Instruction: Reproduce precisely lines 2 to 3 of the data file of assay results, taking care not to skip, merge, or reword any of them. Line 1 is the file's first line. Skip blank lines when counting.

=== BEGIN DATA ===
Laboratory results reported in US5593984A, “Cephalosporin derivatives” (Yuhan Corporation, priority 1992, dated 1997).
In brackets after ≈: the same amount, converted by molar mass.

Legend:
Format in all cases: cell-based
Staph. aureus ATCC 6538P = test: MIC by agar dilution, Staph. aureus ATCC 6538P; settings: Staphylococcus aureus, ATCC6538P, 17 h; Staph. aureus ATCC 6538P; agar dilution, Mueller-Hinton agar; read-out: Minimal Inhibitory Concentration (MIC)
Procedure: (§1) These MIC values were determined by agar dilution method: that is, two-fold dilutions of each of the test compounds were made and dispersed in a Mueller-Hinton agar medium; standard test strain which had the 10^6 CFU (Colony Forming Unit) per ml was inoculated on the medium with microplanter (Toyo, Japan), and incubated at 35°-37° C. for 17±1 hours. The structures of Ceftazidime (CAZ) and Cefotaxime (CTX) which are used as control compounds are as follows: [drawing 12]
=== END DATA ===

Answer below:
In brackets after ≈: the same amount, converted by molar mass.

Legend: